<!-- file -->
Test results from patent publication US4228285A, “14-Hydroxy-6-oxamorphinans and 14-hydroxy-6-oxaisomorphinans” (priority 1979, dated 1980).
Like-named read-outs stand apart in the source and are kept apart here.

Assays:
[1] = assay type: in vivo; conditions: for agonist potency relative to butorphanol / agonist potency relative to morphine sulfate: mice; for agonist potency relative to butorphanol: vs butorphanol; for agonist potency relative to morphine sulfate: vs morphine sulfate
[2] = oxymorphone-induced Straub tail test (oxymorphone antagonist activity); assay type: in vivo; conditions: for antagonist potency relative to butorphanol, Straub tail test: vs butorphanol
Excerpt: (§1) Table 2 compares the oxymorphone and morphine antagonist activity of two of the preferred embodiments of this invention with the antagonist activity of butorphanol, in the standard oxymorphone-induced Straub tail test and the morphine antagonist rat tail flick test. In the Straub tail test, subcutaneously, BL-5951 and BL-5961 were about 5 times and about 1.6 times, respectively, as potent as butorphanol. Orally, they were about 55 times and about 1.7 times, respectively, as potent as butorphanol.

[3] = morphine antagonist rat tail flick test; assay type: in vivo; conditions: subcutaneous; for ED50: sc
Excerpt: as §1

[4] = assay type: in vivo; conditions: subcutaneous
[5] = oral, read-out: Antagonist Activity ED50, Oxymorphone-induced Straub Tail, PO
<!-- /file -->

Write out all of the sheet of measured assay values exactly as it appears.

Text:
Test results from patent publication US4228285A, “14-Hydroxy-6-oxamorphinans and 14-hydroxy-6-oxaisomorphinans” (priority 1979, dated 1980).
Like-named read-outs stand apart in the source and are kept apart here.

Assays:
[1] = assay type: in vivo; conditions: for agonist potency relative to butorphanol / agonist potency relative to morphine sulfate: mice; for agonist potency relative to butorphanol: vs butorphanol; for agonist potency relative to morphine sulfate: vs morphine sulfate
[2] = oxymorphone-induced Straub tail test (oxymorphone antagonist activity); assay type: in vivo; conditions: for antagonist potency relative to butorphanol, Straub tail test: vs butorphanol
Excerpt: (§1) Table 2 compares the oxymorphone and morphine antagonist activity of two of the preferred embodiments of this invention with the antagonist activity of butorphanol, in the standard oxymorphone-induced Straub tail test and the morphine antagonist rat tail flick test. In the Straub tail test, subcutaneously, BL-5951 and BL-5961 were about 5 times and about 1.6 times, respectively, as potent as butorphanol. Orally, they were about 55 times and about 1.7 times, respectively, as potent as butorphanol.

[3] = morphine antagonist rat tail flick test; assay type: in vivo; conditions: subcutaneous; for ED50: sc
Excerpt: as §1

[4] = assay type: in vivo; conditions: subcutaneous
[5] = oral, read-out: Antagonist Activity ED50, Oxymorphone-induced Straub Tail, PO